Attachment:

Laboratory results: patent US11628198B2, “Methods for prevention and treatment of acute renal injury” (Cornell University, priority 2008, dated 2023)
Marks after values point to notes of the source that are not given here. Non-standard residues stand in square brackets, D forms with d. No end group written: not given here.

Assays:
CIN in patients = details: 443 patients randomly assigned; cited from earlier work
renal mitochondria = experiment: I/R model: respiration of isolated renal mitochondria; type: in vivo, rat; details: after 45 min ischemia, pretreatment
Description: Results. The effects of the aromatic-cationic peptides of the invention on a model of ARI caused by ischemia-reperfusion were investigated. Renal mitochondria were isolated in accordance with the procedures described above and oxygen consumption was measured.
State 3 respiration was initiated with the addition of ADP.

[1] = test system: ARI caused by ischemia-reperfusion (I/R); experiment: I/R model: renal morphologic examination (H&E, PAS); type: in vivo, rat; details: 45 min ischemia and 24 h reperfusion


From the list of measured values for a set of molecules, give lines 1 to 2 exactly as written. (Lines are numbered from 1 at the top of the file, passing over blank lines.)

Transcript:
Laboratory results: patent US11628198B2, “Methods for prevention and treatment of acute renal injury” (Cornell University, priority 2008, dated 2023)
Marks after values point to notes of the source that are not given here. Non-standard residues stand in square brackets, D forms with d. No end group written: not given here.